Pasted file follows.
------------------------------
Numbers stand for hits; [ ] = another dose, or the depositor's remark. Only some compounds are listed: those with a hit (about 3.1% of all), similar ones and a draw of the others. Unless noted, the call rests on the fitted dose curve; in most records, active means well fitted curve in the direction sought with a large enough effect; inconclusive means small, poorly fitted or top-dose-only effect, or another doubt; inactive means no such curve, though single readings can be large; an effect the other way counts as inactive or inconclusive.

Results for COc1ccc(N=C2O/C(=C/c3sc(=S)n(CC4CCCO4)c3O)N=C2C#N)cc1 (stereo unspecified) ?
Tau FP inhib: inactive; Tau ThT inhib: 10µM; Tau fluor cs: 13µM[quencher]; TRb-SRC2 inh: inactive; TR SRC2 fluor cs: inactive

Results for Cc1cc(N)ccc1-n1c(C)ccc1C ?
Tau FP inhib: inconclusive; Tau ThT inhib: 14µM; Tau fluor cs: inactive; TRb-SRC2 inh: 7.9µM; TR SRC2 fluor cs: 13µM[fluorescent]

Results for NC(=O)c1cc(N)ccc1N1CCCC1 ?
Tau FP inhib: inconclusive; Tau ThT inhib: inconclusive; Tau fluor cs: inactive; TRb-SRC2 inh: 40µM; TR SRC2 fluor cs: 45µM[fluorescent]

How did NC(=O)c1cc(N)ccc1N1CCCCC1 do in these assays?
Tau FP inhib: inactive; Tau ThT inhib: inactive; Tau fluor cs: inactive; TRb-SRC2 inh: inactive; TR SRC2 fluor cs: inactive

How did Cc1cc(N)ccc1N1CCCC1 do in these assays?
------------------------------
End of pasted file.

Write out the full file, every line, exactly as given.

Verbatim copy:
Numbers stand for hits; [ ] = another dose, or the depositor's remark. Only some compounds are listed: those with a hit (about 3.1% of all), similar ones and a draw of the others. Unless noted, the call rests on the fitted dose curve; in most records, active means well fitted curve in the direction sought with a large enough effect; inconclusive means small, poorly fitted or top-dose-only effect, or another doubt; inactive means no such curve, though single readings can be large; an effect the other way counts as inactive or inconclusive.

Results for COc1ccc(N=C2O/C(=C/c3sc(=S)n(CC4CCCO4)c3O)N=C2C#N)cc1 (stereo unspecified) ?
Tau FP inhib: inactive; Tau ThT inhib: 10µM; Tau fluor cs: 13µM[quencher]; TRb-SRC2 inh: inactive; TR SRC2 fluor cs: inactive

Results for Cc1cc(N)ccc1-n1c(C)ccc1C ?
Tau FP inhib: inconclusive; Tau ThT inhib: 14µM; Tau fluor cs: inactive; TRb-SRC2 inh: 7.9µM; TR SRC2 fluor cs: 13µM[fluorescent]

Results for NC(=O)c1cc(N)ccc1N1CCCC1 ?
Tau FP inhib: inconclusive; Tau ThT inhib: inconclusive; Tau fluor cs: inactive; TRb-SRC2 inh: 40µM; TR SRC2 fluor cs: 45µM[fluorescent]

How did NC(=O)c1cc(N)ccc1N1CCCCC1 do in these assays?
Tau FP inhib: inactive; Tau ThT inhib: inactive; Tau fluor cs: inactive; TRb-SRC2 inh: inactive; TR SRC2 fluor cs: inactive

How did Cc1cc(N)ccc1N1CCCC1 do in these assays?